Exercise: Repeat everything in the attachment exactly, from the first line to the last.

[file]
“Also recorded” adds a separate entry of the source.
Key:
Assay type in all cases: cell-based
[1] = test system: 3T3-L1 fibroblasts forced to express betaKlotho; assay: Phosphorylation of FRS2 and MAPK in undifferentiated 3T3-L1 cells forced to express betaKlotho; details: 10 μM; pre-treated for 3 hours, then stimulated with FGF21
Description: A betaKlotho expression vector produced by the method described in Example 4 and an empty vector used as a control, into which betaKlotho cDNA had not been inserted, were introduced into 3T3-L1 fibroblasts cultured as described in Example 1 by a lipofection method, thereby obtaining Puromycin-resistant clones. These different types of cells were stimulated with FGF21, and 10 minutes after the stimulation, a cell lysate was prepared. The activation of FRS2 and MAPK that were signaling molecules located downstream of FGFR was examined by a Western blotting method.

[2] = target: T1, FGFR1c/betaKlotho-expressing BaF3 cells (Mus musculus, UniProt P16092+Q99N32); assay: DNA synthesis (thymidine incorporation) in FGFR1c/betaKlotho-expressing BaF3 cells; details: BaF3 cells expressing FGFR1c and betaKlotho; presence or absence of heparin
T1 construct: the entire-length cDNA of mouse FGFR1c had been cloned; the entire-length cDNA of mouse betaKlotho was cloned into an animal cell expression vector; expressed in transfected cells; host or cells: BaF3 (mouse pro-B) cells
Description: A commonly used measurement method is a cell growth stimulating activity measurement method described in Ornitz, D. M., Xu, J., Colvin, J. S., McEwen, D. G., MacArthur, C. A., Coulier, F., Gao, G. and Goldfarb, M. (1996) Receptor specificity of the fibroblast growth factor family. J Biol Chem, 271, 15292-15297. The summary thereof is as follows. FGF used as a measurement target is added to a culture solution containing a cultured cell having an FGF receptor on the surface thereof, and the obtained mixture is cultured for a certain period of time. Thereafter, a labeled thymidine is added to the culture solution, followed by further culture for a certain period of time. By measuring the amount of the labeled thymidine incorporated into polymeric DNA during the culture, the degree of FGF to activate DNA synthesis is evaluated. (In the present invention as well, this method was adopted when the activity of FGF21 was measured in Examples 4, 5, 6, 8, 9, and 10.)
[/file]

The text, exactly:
“Also recorded” adds a separate entry of the source.
Key:
Assay type in all cases: cell-based
[1] = test system: 3T3-L1 fibroblasts forced to express betaKlotho; assay: Phosphorylation of FRS2 and MAPK in undifferentiated 3T3-L1 cells forced to express betaKlotho; details: 10 μM; pre-treated for 3 hours, then stimulated with FGF21
Description: A betaKlotho expression vector produced by the method described in Example 4 and an empty vector used as a control, into which betaKlotho cDNA had not been inserted, were introduced into 3T3-L1 fibroblasts cultured as described in Example 1 by a lipofection method, thereby obtaining Puromycin-resistant clones. These different types of cells were stimulated with FGF21, and 10 minutes after the stimulation, a cell lysate was prepared. The activation of FRS2 and MAPK that were signaling molecules located downstream of FGFR was examined by a Western blotting method.

[2] = target: T1, FGFR1c/betaKlotho-expressing BaF3 cells (Mus musculus, UniProt P16092+Q99N32); assay: DNA synthesis (thymidine incorporation) in FGFR1c/betaKlotho-expressing BaF3 cells; details: BaF3 cells expressing FGFR1c and betaKlotho; presence or absence of heparin
T1 construct: the entire-length cDNA of mouse FGFR1c had been cloned; the entire-length cDNA of mouse betaKlotho was cloned into an animal cell expression vector; expressed in transfected cells; host or cells: BaF3 (mouse pro-B) cells
Description: A commonly used measurement method is a cell growth stimulating activity measurement method described in Ornitz, D. M., Xu, J., Colvin, J. S., McEwen, D. G., MacArthur, C. A., Coulier, F., Gao, G. and Goldfarb, M. (1996) Receptor specificity of the fibroblast growth factor family. J Biol Chem, 271, 15292-15297. The summary thereof is as follows. FGF used as a measurement target is added to a culture solution containing a cultured cell having an FGF receptor on the surface thereof, and the obtained mixture is cultured for a certain period of time. Thereafter, a labeled thymidine is added to the culture solution, followed by further culture for a certain period of time. By measuring the amount of the labeled thymidine incorporated into polymeric DNA during the culture, the degree of FGF to activate DNA synthesis is evaluated. (In the present invention as well, this method was adopted when the activity of FGF21 was measured in Examples 4, 5, 6, 8, 9, and 10.)